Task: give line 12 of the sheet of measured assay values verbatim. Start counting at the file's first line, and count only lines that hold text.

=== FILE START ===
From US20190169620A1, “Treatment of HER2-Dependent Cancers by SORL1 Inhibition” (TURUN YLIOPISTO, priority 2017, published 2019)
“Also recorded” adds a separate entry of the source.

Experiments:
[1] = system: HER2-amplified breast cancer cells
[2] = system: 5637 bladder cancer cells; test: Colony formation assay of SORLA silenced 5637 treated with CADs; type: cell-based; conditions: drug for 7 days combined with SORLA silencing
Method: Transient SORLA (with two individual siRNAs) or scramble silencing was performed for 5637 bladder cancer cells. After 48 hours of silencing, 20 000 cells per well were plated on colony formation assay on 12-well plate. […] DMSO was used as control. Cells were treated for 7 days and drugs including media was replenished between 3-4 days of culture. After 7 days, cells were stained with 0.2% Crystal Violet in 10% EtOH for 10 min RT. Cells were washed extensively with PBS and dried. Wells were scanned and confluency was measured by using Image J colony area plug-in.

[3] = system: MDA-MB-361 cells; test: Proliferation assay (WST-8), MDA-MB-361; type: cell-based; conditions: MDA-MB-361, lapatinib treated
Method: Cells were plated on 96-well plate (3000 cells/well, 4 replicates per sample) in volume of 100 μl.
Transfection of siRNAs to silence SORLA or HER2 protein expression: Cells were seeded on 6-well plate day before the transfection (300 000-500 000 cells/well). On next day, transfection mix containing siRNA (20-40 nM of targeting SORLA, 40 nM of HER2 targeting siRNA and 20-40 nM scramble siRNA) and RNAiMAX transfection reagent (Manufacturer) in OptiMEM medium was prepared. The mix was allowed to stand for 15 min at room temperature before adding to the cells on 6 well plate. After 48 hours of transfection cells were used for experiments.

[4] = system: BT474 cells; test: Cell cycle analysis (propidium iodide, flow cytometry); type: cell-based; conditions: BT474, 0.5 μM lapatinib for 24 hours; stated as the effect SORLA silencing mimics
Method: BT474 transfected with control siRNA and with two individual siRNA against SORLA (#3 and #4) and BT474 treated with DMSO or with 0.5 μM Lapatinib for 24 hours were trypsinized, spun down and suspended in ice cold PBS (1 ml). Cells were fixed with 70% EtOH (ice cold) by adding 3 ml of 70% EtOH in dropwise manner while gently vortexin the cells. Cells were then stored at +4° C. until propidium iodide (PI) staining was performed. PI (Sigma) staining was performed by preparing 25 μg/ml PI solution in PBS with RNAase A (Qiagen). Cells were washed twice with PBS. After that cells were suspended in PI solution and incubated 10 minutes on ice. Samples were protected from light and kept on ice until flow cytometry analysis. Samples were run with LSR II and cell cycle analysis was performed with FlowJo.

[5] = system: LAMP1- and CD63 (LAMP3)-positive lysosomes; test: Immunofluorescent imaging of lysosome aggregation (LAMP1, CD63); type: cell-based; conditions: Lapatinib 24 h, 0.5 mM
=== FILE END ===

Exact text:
[5] = system: LAMP1- and CD63 (LAMP3)-positive lysosomes; test: Immunofluorescent imaging of lysosome aggregation (LAMP1, CD63); type: cell-based; conditions: Lapatinib 24 h, 0.5 mM